Except for a few days of the month, the Moon is always visible in the sky somewhere. It has been Earth's constant companion for over 4 billion years and, according to one theory, may have even once been part of our planet until a passsing Mars-size object struck Earth a glancing blow, blasting a piece of it into space. Since then, the airless Moon has taken quite a beating. Its asphalt-colored surface is pitted with countless craters big and small. They and the many prominent faults and craggy mountain ranges make for hours of fascinating scrutiny with a telescope or binoculars.
The Moon lies at a mean distance of 384,000 kilometers and has a diameter of a little over 3,400 kilometers. As moon-planet ratios go in the solar system, our Earth-Moon system is an oddity, with the Moon being rather large for a planet our size. Consequently, a body at the distance and with the mass of the Moon creates some gravitational effects on Earth in the form of flowing tides. The Moon's pull may also have some very minor influence on enhancing earthquakes, although this is not well accepted. Some people claim a full Moon sways behavior. But this is more for the realm of social psychology. Essentially, other than tidal effects and providing light and beauty, the Moon does not overtly affect the Earth.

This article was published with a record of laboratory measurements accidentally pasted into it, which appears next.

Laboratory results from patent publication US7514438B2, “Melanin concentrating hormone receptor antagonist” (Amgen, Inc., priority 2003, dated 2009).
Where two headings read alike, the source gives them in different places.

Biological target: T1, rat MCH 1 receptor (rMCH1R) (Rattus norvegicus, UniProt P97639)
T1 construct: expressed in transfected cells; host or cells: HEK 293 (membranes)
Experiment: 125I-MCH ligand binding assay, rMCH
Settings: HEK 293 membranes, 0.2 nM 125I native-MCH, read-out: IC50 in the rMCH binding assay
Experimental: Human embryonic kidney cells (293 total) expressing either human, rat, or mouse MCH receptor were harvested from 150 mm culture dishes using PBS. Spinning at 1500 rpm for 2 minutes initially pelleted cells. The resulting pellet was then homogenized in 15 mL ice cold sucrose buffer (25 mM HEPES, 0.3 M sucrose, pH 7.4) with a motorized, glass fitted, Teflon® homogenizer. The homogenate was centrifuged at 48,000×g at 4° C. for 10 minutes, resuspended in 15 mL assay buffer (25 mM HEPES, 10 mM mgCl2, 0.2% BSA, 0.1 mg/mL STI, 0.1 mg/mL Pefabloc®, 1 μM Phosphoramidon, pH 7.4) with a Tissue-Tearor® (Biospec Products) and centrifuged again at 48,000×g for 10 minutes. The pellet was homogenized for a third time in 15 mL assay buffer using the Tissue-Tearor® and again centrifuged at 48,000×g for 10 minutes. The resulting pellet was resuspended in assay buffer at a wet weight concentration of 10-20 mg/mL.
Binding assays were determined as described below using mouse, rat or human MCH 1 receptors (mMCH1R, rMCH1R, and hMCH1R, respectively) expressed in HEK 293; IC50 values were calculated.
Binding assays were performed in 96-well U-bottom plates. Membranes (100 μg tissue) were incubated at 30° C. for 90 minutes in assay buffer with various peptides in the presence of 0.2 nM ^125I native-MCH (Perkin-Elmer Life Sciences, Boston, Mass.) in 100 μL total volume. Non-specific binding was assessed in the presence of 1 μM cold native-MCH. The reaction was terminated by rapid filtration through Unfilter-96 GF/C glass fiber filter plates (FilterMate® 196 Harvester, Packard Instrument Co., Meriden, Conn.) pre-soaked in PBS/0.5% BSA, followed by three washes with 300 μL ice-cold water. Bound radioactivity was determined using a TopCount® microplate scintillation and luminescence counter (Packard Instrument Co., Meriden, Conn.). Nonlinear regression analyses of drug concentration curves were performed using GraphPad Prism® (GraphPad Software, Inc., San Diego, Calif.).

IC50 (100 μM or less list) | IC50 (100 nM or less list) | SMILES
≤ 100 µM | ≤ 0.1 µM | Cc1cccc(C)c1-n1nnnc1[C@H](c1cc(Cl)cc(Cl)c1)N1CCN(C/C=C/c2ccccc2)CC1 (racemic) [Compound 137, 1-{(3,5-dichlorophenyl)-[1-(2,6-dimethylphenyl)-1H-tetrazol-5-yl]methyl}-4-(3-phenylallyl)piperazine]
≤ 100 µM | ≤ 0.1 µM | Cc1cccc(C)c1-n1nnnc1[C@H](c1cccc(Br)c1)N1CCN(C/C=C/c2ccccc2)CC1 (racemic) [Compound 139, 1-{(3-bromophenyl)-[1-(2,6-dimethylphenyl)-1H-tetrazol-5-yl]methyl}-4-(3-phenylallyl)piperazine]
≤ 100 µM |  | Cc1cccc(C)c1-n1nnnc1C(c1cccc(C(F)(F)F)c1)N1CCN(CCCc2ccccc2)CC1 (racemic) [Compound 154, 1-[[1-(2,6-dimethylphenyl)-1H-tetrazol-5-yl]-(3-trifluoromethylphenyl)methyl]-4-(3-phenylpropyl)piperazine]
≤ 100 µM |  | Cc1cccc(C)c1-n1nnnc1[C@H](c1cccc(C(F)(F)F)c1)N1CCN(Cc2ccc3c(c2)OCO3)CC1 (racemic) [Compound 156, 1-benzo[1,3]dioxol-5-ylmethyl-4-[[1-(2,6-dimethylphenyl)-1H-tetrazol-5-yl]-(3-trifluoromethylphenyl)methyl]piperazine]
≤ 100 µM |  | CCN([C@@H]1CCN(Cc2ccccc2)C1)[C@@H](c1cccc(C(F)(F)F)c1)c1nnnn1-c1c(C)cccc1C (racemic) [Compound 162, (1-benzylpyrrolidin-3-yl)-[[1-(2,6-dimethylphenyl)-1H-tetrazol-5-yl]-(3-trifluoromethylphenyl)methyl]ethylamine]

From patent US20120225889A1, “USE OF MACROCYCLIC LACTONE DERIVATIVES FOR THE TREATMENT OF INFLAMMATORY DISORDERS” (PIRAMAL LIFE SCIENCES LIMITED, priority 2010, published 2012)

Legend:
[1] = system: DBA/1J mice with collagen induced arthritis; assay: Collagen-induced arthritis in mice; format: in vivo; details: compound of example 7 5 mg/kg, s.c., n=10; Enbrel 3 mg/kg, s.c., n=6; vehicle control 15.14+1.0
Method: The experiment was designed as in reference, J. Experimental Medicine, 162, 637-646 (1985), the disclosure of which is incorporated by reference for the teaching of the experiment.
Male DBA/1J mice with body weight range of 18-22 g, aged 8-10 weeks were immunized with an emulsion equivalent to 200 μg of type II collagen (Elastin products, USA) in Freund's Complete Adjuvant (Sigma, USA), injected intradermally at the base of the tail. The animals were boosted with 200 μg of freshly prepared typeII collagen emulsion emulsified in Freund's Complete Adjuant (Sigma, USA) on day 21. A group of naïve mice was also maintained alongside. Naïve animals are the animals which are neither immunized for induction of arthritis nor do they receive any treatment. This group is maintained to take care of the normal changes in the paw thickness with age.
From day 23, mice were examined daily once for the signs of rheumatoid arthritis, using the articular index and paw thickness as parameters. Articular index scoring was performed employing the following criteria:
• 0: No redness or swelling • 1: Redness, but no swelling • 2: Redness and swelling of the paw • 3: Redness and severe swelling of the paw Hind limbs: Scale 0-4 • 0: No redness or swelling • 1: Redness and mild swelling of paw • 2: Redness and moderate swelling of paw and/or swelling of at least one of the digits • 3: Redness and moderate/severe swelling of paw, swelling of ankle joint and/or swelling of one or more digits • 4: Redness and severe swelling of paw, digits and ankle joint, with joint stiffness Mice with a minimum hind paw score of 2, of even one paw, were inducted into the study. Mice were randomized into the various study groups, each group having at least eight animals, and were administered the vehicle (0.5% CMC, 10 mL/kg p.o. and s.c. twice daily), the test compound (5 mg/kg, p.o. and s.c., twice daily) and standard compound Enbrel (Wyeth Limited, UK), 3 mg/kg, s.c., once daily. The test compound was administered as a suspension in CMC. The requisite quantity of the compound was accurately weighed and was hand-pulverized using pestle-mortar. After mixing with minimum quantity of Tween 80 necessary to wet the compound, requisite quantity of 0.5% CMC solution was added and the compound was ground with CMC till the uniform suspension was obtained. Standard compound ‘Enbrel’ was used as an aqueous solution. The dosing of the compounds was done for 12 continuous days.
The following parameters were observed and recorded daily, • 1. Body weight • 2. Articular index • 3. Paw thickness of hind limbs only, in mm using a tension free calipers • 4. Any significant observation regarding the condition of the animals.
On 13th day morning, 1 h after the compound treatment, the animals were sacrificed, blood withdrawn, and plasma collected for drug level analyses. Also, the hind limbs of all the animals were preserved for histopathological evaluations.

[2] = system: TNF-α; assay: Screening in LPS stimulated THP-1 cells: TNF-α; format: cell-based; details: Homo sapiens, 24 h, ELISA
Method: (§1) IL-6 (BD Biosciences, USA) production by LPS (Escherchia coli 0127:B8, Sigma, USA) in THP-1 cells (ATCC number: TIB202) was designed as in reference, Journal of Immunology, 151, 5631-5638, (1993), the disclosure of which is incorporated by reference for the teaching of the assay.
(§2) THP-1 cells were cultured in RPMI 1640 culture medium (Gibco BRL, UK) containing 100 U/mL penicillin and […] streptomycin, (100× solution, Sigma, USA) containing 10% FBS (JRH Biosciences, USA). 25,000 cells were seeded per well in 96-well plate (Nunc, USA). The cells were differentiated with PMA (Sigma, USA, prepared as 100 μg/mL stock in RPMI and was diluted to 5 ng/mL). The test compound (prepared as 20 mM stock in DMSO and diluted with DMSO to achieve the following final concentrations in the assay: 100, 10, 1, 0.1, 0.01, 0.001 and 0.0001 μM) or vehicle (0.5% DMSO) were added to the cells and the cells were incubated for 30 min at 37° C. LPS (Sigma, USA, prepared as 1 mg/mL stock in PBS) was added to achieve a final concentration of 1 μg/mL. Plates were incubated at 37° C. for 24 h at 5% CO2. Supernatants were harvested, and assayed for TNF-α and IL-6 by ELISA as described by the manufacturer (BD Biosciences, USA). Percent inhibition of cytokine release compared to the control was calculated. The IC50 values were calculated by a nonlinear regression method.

On the other hand, if we didn't have a Moon, life on Earth would probably not exist, at least not in the form it does today. The Moon provides a gyroscopic stability to the Earth, keeping the poles from tilting dramatically. A world on which the poles flip-flopped would create climatic catastrophes that would wreak havoc for any burgeoning species.
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